California’s historic drought is getting worse by the day, as water providers are now levying unprecedented cutbacks on municipalities and farmers. The federal Bureau of Reclamation had already announced that there’s a 50 percent chance that parts of California will face water rationing at some point next year, and the state government has cut off over 1 million acres of farmland from the state’s reservoirs. Although many Californians have never before experienced water shortages of this magnitude, water scarcity has long been a reality for the state’s farmers, who find it more difficult to make a living each year thanks to green policies crafted by politicians and activist judges clueless to the value of this scarce resource.
California’s most valuable land may be in Pebble Beach and Brentwood, but its most indispensable land lies in the Central Valley. It’s the farmland that feeds our nation of over 300 million and produces billions of dollars in exports each year, and if we stay on the path we’re on, it’s going to dry up. Rural areas throughout the nation are shedding jobs, losing crops, and rationing an increasingly tight water supply, but Valley farmers are facing environmental roadblocks unique to the Golden State.
However inconvenient the drought and 20 percent water conservation measures may be to city dwellers, water scarcity has long been a way of life in many rural areas. Farmers adhere to a rigid set of allotments, and must carefully plot out their water use to last the entire growing season and maximize crop yields. This delicate calculus is dangerously vulnerable to any change in the equilibrium — whether natural (a drought) or man-made (legislation, diversion, or other upriver activity).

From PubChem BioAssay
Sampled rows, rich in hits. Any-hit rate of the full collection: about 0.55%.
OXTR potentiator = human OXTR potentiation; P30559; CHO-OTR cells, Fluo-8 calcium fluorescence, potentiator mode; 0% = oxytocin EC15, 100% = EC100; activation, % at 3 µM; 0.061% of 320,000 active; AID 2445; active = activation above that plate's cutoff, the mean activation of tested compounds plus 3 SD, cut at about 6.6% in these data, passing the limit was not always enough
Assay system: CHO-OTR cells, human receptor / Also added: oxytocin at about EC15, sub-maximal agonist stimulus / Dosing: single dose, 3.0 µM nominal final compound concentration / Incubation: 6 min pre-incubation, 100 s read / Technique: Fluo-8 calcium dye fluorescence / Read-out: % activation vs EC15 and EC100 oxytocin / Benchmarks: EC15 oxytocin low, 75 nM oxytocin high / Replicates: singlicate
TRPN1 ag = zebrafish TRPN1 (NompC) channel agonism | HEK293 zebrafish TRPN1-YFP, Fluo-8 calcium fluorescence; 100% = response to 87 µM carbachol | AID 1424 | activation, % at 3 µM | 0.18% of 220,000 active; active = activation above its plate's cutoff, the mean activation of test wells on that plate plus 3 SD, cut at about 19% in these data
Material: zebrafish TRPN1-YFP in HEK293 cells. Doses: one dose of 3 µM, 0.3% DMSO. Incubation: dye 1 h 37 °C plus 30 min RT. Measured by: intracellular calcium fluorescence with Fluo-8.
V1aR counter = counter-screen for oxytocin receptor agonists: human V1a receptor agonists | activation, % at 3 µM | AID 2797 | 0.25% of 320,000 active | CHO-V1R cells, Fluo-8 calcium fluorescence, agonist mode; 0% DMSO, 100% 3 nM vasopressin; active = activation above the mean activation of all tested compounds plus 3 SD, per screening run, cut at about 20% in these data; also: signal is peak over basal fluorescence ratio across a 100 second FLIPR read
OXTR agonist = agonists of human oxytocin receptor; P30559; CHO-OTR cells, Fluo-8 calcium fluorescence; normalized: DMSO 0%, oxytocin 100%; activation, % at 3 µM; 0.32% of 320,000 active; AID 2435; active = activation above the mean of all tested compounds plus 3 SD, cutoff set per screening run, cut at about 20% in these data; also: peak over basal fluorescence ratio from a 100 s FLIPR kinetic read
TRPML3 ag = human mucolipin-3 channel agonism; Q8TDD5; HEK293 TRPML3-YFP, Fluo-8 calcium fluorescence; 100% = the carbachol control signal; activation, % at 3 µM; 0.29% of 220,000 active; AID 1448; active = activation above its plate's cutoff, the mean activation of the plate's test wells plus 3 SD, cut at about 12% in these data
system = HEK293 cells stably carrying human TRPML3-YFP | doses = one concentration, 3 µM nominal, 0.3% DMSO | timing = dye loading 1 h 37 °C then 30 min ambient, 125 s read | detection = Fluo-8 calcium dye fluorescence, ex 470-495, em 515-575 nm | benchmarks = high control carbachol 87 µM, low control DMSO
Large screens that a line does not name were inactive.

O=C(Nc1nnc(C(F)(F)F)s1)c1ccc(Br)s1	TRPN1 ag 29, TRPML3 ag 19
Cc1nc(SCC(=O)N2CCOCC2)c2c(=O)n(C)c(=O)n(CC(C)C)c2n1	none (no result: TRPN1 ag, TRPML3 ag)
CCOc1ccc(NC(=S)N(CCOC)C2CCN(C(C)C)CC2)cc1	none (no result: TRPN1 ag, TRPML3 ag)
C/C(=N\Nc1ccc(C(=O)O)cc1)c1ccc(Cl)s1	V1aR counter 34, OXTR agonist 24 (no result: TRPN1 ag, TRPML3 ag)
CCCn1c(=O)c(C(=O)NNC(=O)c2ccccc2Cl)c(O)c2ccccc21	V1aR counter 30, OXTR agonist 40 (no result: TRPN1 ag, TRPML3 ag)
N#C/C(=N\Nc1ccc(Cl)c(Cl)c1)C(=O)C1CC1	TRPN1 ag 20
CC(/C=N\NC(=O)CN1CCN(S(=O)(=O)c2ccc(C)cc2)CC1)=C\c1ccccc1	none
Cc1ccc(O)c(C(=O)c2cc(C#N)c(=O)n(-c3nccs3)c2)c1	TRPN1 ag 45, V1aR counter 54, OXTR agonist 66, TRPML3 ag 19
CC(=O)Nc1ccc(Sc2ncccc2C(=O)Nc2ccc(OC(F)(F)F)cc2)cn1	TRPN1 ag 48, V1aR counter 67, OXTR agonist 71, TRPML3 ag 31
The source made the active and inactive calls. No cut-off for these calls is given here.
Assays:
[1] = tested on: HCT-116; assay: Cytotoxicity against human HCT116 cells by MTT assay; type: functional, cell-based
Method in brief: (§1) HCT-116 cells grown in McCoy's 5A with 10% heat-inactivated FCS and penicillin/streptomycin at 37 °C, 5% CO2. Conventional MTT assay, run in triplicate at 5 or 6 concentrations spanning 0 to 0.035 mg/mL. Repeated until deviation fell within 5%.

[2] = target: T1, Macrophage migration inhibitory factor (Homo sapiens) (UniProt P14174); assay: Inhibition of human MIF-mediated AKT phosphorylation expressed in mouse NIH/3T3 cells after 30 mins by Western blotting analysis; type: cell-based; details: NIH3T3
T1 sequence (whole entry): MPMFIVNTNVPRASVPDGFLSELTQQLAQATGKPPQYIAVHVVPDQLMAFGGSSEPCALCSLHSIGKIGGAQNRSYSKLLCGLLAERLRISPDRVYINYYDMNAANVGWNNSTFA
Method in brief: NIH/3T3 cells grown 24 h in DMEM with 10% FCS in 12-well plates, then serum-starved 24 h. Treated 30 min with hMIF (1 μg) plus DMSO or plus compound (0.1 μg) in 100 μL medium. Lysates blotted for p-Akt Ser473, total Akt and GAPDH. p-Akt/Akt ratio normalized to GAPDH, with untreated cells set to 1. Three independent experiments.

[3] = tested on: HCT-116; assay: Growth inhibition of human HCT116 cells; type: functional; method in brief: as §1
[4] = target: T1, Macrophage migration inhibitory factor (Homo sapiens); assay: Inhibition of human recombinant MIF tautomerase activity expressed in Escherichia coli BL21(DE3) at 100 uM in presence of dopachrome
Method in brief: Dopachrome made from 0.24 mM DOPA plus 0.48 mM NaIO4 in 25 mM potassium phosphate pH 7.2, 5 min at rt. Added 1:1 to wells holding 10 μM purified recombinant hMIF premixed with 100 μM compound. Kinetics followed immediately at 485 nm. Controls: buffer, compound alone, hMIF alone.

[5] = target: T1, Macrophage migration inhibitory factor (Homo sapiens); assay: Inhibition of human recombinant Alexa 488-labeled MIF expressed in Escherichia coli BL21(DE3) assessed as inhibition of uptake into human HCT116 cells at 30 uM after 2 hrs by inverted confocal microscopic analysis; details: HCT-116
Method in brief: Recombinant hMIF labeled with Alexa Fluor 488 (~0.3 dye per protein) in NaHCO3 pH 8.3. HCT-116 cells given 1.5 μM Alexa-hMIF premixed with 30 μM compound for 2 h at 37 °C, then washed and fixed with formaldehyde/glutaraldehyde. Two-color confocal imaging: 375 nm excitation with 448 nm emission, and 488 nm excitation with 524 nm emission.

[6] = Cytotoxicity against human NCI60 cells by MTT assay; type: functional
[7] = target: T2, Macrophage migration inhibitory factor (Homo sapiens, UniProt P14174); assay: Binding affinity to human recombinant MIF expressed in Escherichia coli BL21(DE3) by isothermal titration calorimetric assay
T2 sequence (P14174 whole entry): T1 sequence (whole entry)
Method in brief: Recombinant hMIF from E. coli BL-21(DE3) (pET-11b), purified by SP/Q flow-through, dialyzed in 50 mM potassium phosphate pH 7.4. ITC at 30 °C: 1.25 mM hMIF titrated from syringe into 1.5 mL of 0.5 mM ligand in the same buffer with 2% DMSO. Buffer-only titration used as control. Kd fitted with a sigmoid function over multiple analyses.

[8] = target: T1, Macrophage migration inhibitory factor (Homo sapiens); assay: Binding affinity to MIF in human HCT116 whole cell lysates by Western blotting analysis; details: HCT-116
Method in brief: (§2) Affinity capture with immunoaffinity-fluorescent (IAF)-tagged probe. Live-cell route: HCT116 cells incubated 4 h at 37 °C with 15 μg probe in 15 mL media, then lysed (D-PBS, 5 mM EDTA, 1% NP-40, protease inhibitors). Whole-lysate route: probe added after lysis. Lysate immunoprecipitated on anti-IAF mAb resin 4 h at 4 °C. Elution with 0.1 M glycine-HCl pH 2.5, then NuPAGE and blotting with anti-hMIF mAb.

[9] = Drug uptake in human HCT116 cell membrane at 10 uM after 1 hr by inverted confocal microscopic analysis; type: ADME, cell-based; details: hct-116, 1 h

When farms are the focal point of a state’s water policy, water-sharing and conservation can work, but when politicians put other interests ahead of our food supply, the results can be disastrous. However noble efforts to conserve the environment and protect endangered species may be, policies that in effect create man-made droughts lead to unemployment, hunger, higher food prices, and third-world water rationing policies that threaten public health.
The Central Valley, for example, relies on diversions from a number of rivers — some a great distance away — for its water supply. The Sacramento, for example, runs from the state’s extreme north to the San Francisco Bay, is connected to the Valley by several hundred miles of irrigation canals, and can discharge over 600,000 cubic feet of water per second. The proximity of such a large and powerful river has enabled the Central Valley to produce about 8 percent (or $17 billion worth) of America’s crops on about 1 percent of its arable farmland.
Unfortunately, Valley farmers are no longer receiving their fair share of water from the river, as a federal judge has ordered the state to instead divert billions of gallons of fresh water otherwise destined for farmland to the habitats of endangered fish — an order that California politicians met with little resistance. In recent years, over 300 billion gallons of water were taken from farmers to protect the habitat of the delta smelt. And much as the smelt and other affected fish species may appreciate this kind gesture, the 6.5 million residents of the Central Valley are somewhat less satisfied, as the diversions have contributed to over 40 percent unemployment in some communities and rendered thousands of previously fertile acres too dry to farm even before the drought.